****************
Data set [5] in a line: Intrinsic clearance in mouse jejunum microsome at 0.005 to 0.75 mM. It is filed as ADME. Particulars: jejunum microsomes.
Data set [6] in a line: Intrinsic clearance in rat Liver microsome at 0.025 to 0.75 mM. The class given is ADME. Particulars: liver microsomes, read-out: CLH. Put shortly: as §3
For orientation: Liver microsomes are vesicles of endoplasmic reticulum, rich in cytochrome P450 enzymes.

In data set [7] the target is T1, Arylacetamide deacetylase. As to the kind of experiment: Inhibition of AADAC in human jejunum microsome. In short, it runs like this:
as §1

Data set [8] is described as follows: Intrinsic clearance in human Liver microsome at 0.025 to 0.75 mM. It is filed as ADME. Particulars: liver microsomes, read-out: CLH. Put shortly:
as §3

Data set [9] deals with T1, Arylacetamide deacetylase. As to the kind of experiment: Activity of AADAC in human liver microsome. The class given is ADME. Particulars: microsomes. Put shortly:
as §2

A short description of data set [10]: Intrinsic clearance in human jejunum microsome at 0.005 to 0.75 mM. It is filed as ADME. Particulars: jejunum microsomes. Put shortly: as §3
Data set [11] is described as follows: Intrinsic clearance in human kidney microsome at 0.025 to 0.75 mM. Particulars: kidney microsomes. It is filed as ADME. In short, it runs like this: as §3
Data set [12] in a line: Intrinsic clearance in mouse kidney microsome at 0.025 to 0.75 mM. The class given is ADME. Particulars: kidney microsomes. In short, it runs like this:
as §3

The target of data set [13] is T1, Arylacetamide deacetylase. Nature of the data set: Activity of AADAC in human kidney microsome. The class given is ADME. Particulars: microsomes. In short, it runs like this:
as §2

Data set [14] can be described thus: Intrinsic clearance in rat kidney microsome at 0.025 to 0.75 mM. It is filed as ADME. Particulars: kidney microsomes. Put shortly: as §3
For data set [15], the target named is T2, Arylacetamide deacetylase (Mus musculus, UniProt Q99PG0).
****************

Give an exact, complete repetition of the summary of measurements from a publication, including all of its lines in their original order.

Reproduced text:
Data set [5] in a line: Intrinsic clearance in mouse jejunum microsome at 0.005 to 0.75 mM. It is filed as ADME. Particulars: jejunum microsomes.
Data set [6] in a line: Intrinsic clearance in rat Liver microsome at 0.025 to 0.75 mM. The class given is ADME. Particulars: liver microsomes, read-out: CLH. Put shortly: as §3
For orientation: Liver microsomes are vesicles of endoplasmic reticulum, rich in cytochrome P450 enzymes.

In data set [7] the target is T1, Arylacetamide deacetylase. As to the kind of experiment: Inhibition of AADAC in human jejunum microsome. In short, it runs like this:
as §1

Data set [8] is described as follows: Intrinsic clearance in human Liver microsome at 0.025 to 0.75 mM. It is filed as ADME. Particulars: liver microsomes, read-out: CLH. Put shortly:
as §3

Data set [9] deals with T1, Arylacetamide deacetylase. As to the kind of experiment: Activity of AADAC in human liver microsome. The class given is ADME. Particulars: microsomes. Put shortly:
as §2

A short description of data set [10]: Intrinsic clearance in human jejunum microsome at 0.005 to 0.75 mM. It is filed as ADME. Particulars: jejunum microsomes. Put shortly: as §3
Data set [11] is described as follows: Intrinsic clearance in human kidney microsome at 0.025 to 0.75 mM. Particulars: kidney microsomes. It is filed as ADME. In short, it runs like this: as §3
Data set [12] in a line: Intrinsic clearance in mouse kidney microsome at 0.025 to 0.75 mM. The class given is ADME. Particulars: kidney microsomes. In short, it runs like this:
as §3

The target of data set [13] is T1, Arylacetamide deacetylase. Nature of the data set: Activity of AADAC in human kidney microsome. The class given is ADME. Particulars: microsomes. In short, it runs like this:
as §2

Data set [14] can be described thus: Intrinsic clearance in rat kidney microsome at 0.025 to 0.75 mM. It is filed as ADME. Particulars: kidney microsomes. Put shortly: as §3
For data set [15], the target named is T2, Arylacetamide deacetylase (Mus musculus, UniProt Q99PG0).